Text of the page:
The freedom for tuning electronic properties of 2D crystals at the atomic scale is huge: The roughness of the 2D crystals [17, 18] and the amount defect scattering can be controlled [12, 13] through interfacing with other 2D materials. The dispersion of electronic quasiparticles can be completely changed – also through interfacing – as the examples of multilayer graphene [19-22] as well as graphene boron nitride heterostructures  demonstrate: Dirac particles can become massive (bilayer graphene) or novel Dirac particles (graphene on hBN) can emerge. In the world of 2D materials interfacing and (vertical) quantum confinement are largely intertwined and control electronic properties of these materials, in general. For instance, also TMDs change their electronic structure from indirect (bulk) to direct (monolayer) band gaps , i.e. upon quantum confinement or equivalently upon interfacing with themselves. However, the emergence of novel electronic properties in interfaced / quantum confined hybrid materials frequently poses challenging multi-scale problems, which are controversially debated today as in the case of graphene/hBN heterostructures [24-26].
TMDs offer the possibility to tune their properties chemically. The choice of the transition metal may determine if a material is metallic (e.g. NbX2 or ReX2, X=S, Se, Te) or semiconducting (e.g. MoX2, WX2), and various band gap values can be selected upon the choice of the chalcogenide. That means that the intrinsic band gap of the TMD layers can be defined by stoichiometry. Similarly, chemical functionalization can induce a Dirac material to an insulator transition in graphene [28-30]. Under tensile stress a change of semiconducting TMD monolayers to metallic phases has been observed . Closely related, in graphene, the coupling of electrons to external strain fields leads might not only control the conductivity  but also trigger peculiar quantum effects like the formation of pseudo Landau levels [33-36].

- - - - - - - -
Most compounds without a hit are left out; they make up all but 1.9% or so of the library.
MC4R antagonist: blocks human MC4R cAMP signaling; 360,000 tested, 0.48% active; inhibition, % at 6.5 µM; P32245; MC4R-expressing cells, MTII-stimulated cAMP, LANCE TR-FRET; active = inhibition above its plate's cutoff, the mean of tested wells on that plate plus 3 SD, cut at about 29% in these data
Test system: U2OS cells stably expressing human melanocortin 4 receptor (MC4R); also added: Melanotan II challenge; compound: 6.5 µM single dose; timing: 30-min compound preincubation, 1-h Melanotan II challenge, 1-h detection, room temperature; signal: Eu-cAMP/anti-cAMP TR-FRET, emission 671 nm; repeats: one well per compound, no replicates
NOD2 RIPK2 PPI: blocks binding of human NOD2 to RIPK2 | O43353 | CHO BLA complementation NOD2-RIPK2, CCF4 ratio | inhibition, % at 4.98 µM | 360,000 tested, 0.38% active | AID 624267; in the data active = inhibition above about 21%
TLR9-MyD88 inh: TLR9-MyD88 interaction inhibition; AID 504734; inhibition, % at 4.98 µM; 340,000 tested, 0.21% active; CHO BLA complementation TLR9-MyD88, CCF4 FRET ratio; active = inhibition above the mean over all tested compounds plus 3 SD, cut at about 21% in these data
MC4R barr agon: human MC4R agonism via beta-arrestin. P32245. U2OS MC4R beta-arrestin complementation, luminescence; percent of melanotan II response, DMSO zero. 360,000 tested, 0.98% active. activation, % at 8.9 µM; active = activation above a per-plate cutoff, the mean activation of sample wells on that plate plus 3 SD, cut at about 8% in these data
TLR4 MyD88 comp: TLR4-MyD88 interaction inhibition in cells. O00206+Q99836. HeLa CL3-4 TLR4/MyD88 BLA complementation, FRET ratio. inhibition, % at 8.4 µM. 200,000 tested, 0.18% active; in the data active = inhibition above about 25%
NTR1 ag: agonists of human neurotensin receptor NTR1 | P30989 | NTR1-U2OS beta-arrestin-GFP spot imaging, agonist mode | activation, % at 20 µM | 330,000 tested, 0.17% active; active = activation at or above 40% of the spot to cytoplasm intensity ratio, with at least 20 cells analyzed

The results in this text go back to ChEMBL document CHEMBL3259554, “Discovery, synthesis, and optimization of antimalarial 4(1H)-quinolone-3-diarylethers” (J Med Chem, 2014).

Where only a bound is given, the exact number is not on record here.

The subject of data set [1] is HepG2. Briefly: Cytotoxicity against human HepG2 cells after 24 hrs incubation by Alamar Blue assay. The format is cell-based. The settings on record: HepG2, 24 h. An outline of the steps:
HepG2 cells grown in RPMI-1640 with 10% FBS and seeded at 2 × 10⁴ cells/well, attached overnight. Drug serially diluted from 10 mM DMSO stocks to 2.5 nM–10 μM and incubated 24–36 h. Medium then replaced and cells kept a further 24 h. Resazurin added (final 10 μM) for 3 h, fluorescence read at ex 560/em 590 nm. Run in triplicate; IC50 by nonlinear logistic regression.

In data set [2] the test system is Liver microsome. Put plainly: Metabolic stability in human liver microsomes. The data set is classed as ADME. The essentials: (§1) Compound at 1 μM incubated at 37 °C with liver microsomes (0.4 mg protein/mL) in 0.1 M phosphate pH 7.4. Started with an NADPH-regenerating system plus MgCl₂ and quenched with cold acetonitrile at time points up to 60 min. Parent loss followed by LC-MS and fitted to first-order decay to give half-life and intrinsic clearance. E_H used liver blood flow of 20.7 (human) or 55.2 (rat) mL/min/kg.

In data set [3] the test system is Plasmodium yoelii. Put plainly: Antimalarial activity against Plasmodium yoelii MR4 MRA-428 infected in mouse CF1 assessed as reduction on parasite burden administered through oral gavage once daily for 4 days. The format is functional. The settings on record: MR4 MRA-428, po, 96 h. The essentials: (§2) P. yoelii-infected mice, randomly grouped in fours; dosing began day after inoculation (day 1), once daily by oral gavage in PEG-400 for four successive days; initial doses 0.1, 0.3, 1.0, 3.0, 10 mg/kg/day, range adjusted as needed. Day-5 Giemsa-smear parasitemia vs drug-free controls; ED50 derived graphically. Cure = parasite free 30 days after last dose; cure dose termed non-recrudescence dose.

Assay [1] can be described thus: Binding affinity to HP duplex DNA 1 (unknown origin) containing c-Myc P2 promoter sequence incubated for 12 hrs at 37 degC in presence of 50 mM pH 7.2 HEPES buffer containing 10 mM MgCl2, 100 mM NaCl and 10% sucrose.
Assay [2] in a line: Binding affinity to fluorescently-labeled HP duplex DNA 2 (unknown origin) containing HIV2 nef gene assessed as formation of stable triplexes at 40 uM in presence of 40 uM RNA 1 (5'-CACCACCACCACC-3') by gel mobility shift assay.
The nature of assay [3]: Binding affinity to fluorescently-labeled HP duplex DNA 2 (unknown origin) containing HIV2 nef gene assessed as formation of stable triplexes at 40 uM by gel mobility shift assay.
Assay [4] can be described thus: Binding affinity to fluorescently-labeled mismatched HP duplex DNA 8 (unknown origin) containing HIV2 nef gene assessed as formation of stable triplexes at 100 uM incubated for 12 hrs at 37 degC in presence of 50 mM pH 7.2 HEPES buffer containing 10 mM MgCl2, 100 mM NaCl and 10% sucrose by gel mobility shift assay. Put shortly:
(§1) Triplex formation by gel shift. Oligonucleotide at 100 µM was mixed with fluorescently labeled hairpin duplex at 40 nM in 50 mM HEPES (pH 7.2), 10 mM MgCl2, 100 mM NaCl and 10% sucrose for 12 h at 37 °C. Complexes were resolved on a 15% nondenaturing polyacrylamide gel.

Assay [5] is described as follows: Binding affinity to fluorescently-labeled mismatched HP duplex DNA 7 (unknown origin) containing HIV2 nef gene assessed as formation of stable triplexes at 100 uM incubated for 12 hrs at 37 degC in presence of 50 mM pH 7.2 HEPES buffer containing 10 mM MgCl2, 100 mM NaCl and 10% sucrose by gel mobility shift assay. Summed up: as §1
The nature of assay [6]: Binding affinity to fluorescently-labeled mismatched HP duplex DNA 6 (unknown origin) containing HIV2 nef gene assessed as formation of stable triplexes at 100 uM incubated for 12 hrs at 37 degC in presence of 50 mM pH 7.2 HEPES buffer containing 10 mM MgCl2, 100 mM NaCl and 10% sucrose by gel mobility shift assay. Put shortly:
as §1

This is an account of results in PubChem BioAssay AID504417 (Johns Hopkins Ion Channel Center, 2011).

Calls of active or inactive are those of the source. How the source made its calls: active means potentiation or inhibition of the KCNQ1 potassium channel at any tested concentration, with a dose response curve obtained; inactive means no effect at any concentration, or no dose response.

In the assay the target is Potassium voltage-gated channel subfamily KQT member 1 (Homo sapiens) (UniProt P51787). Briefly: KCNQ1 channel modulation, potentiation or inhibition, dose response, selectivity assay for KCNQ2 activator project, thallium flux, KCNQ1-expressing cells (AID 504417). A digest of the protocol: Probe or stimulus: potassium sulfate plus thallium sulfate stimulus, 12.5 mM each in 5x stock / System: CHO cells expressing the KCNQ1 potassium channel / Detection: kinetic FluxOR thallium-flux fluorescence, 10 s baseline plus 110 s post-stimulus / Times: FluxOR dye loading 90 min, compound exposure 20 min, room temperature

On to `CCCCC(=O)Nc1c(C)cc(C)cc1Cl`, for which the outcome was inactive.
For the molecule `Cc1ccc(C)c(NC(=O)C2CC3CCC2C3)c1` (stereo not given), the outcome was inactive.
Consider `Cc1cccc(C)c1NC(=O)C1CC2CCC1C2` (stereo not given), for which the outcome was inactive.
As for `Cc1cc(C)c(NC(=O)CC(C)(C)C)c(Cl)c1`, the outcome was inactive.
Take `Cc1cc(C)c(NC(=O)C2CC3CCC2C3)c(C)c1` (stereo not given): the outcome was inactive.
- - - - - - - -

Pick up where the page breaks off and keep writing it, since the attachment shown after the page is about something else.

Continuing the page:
Particularly important for transistor applications and optoelectronics in any 2D material is the issue of charge doping. For graphene/hBN/metal hybrid structures the importance of work function changes and related doping has been demonstrated theoretically . Intercalation and the interaction with molecular adsorbates provide additional routes for chemical doping which are unique to low dimensional materials [38-40]. Yet, microscopic doping mechanisms remained so far often unresolved and controversial as the example of graphene interacting with water demonstrates [41-43]. In more general terms, microscopic mechanisms responsible for device operation often remain to be understood. Open problems include the discrepancy of contact resistance between theoretical predictions on ideal systems and real device implementations [6, 44] and issues of momentum conservation arising both in TMD FETs  as well as vertical graphene based tunnelling transistors .
The treatment of physical phenomena in graphene, h-BN and TMD at various levels of theory will be essential to fully understand, and eventually to exploit, the properties these 2D materials offer. We believe that the examples discussed in the preceding paragraphs clearly show that many phenomena and related scientific challenges arise very generally and similarly the context of various novel hybrid materials. This calls for a unified yet realistic theory to be developed and presents the central motivation for this CECAM workshop.